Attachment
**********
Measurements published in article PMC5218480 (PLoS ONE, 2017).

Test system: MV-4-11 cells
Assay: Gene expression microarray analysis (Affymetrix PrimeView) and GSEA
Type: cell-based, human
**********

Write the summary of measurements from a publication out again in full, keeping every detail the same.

Measurements published in article PMC5218480 (PLoS ONE, 2017).

Test system: MV-4-11 cells
Assay: Gene expression microarray analysis (Affymetrix PrimeView) and GSEA
Type: cell-based, human